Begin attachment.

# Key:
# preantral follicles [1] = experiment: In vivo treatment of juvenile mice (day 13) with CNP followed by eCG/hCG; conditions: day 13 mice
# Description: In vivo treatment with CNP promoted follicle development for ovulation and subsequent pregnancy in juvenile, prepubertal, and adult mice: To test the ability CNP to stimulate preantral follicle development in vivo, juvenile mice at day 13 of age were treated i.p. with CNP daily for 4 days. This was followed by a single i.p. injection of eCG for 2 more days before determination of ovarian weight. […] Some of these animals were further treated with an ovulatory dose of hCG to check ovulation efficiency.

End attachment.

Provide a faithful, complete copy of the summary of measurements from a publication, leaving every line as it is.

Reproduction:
# Key:
# preantral follicles [1] = experiment: In vivo treatment of juvenile mice (day 13) with CNP followed by eCG/hCG; conditions: day 13 mice
# Description: In vivo treatment with CNP promoted follicle development for ovulation and subsequent pregnancy in juvenile, prepubertal, and adult mice: To test the ability CNP to stimulate preantral follicle development in vivo, juvenile mice at day 13 of age were treated i.p. with CNP daily for 4 days. This was followed by a single i.p. injection of eCG for 2 more days before determination of ovarian weight. […] Some of these animals were further treated with an ovulatory dose of hCG to check ovulation efficiency.